Boonton - The Boonton 55006 USB Peak Power Sensor, Wi-Fi 802.11ac Signals and the ETSI EN 300 328 Standard

The Boonton 55006 USB Peak Power Sensor, Wi-Fi 802.11ac Signals and the ETSI EN 300 328 Standard

Stephen Shaw
Applications Engineer, Boonton Electronics

Abstract

55006 USB Peak Power Sensor WiFi 80211ac Signals and the ETSI EN 300 328 StandardThis application note describes how the Boonton 55006 USB Peak Power Sensor can make fast and accurate time and statistical domain power measurements of Wi-Fi 802.11ac signals. This new protocol, developed between 2011 and 2013 and approved in January 2014, delivers high throughput Wireless Local Area Networks (WLANs) on the 5GHz band, and must comply with the ETSI EN 300 328 Standard for wideband transmission systems. The following describes how the superior performance of the 55006 ensures that all the measurements required by the standard can be made to an unprecedented level of accuracy. As well as the measurement requirements of the ETSI specifications, the article also describes how the capabilities of the sensor can be used to carry out many more in depth measurements of these types of signals.
The Peak Power Sensor
The Boonton 55006 USB Peak Power Sensor functions as an ultra-fast, calibrated power measurement tool which acquires and computes the instantaneous, average and peak RF power of a wideband modulated RF signal. The internal A/D converter operates at up to 100 MSamples/second, and a digital signal processor carries out the work required to form the digital samples into a correctly scaled and calibrated trace on the display. Figure 1 shows a block diagram of the peak power sensor.  

The Detector

The first and most critical stage of a peak power sensor is the detector, which removes the RF carrier signal and outputs the amplitude of the modulating signal. The width of the detector's video bandwidth dictates the sensor's ability to track the power envelope of the RF signal. The picture on the left in Figure 2 below shows how a detector with insufficient bandwidth is unable to faithfully track the signal's envelope, therefore affecting the accuracy of the power measurement. The detector on the right has sufficient video bandwidth in order to track the envelope accurately.

By optimizing the sensor's response time it is possible for the detector to track very fast amplitude changes due to modulation. The video bandwidth of the sensor must be at least as wide as the signal's modulation bandwidth in order to be able to accurately track it. The 55006 achieves an industry leading video bandwidth of 195MHz for spread-spectrum signals and measures rise times as fast as 3ns, therefore enabling the analysis of both very short bursts and very broadband signals.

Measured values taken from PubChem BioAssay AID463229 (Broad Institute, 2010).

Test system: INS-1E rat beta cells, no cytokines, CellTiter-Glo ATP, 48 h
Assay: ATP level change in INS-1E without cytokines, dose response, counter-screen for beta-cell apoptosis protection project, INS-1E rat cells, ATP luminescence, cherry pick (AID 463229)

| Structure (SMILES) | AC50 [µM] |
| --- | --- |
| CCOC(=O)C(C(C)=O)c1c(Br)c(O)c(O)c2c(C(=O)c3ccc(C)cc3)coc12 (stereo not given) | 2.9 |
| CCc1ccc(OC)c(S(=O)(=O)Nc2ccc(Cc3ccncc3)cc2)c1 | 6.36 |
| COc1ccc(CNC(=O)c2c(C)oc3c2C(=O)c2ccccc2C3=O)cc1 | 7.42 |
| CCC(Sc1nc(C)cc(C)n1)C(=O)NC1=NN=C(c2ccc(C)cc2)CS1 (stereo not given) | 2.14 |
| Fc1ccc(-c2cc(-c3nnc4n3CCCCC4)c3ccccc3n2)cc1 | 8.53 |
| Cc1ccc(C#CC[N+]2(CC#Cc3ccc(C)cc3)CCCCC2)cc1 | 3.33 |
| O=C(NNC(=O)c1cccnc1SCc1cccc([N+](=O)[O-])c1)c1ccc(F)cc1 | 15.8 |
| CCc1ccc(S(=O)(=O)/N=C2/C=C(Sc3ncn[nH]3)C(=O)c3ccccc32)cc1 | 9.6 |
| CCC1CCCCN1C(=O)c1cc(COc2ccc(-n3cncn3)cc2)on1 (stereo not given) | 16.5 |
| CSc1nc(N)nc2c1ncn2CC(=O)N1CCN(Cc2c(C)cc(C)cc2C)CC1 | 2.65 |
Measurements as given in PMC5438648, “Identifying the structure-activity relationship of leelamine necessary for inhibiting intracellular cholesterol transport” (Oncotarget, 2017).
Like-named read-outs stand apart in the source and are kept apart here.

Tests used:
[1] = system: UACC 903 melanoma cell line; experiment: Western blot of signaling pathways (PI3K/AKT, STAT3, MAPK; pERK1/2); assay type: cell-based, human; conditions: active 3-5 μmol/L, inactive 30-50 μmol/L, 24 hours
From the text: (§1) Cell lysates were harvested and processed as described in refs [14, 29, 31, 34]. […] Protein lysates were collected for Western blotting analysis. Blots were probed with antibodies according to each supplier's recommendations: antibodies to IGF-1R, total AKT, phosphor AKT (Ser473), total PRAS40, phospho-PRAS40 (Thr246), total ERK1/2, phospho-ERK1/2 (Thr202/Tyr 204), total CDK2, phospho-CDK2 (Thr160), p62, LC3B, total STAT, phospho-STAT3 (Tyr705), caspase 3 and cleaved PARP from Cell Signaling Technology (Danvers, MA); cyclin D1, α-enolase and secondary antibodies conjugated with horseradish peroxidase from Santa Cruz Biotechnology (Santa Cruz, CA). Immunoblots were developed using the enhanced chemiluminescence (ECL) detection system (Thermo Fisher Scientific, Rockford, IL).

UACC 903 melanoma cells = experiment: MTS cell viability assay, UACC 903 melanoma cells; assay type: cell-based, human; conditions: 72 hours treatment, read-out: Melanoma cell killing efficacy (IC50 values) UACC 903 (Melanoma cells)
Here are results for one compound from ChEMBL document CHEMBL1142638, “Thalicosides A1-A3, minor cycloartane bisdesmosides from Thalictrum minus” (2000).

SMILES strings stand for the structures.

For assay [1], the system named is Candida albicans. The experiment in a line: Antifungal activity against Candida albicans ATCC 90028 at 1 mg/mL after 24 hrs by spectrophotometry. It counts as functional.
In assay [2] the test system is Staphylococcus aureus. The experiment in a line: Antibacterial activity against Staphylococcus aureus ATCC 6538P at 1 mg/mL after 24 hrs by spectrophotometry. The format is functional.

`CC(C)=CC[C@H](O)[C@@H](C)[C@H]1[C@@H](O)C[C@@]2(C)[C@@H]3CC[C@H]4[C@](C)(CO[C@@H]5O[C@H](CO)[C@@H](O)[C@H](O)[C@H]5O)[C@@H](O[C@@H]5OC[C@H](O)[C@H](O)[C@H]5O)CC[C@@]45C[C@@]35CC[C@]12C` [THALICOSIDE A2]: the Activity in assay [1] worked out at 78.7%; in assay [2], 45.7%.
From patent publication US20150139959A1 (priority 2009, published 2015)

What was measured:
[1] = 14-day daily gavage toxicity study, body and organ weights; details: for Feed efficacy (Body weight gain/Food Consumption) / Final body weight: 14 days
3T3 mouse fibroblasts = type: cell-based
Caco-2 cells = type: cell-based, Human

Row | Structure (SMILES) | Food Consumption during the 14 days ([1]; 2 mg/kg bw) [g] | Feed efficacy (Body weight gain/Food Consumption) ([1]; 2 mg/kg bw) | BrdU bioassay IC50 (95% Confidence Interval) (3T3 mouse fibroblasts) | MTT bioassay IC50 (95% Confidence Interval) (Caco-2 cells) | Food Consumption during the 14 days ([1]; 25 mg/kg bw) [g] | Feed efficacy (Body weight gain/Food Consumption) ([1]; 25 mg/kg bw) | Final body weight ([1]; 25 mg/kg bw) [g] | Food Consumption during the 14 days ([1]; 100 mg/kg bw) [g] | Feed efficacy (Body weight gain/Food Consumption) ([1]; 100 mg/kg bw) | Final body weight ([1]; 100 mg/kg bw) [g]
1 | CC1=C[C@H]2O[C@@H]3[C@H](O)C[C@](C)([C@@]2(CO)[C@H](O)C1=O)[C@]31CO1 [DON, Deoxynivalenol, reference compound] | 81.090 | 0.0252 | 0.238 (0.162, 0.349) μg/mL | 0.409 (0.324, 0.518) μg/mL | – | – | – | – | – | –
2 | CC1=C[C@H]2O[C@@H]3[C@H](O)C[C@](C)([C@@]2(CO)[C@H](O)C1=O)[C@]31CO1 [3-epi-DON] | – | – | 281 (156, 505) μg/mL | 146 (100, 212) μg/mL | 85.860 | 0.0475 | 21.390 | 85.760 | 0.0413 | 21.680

The fast detectors used in peak power sensors are by their nature non-linear, so shaping procedures within the digital processor must be used in order to linearize their response. When measuring instantaneous peak power, a high sample rate is important in order to ensure that no information is lost. The 55006 has a sample rate of 100MHz, and so is able to analyze power versus time waveforms in very high resolution. However, when measuring average power, a lower sample rate is acceptable as long as a sufficient amount of samples are captured. This point will be covered in the "Buffered Mode" section later in the article when discussing the requirements of the ETSI specification.

55006 USB Peak Power Sensor WiFi 80211ac Signals and the ETSI EN 300 328 Standard
Figure 1. RTPP™ refers to Boonton's unique Real Time Power Processing technology, described later in the article.

55006 USB Peak Power Sensor WiFi 80211ac Signals and the ETSI EN 300 328 Standard
Figure 2: The Importance of Detector Bandwidth

The Wi-Fi 802.11ac Signal


Bandwidth Requirements
The 802.11ac Wi-Fi protocol is driving the next generation of high throughput wireless systems, raising data rates up to a maximum of 6.93 Gbps. It transmits at 5GHz, and enables devices to support channels with bandwidths of 20, 40 and 80MHz. It also includes wider channel bandwidths of non-contiguous 80+80MHz and contiguous 160MHz configurations. This increased bandwidth comes with a higher order of modulation.

Modulation
802.11ac uses Orthogonal Frequency Division Multiplexing (OFDM), which employs a large number of closely spaced subcarriers which are modulated at a low data rate. These subcarriers are orthogonal to each other, meaning that there can be no mutual interference. The transmitted data is shared amongst the carriers in order to give high immunity against selective fading from multipath effects. Each sub-carrier has a bandwidth of 312.5kHz, and is individually modulated using a standard scheme such as Quadrature Phase Shift Keying (QPSK), Binary Phase Shift Keying (BPSK), 16 Quadrature Amplitude Modulation (QAM), 64 QAM and 256 QAM.

Synchronized Multi-Port Measurements

802.11ac also employs MIMO processing (Multiple Input Multiple Output), which utilizes up to eight antennas at both the transmitter and the receiver in order to increase both its data throughput and its spectral efficiency. This technology exploits the phenomenon known as multipath interference, which normally has a detrimental effect on the received signal. However, with multiple data streams transmitted on the same channel and powerful digital signal processing at the receiver, MIMO offers a greatly increased data capacity as well as immunity against fade conditions. The ETSI standard requires synchronized power measurements on all ports of the transmitter, which can be easily carried out using the required number of 55006 sensors. The sensors' software supports up to 16 or 32 channels, depending on the configuration.

55006 USB Peak Power Sensor WiFi 80211ac Signals and the ETSI EN 300 328 Standard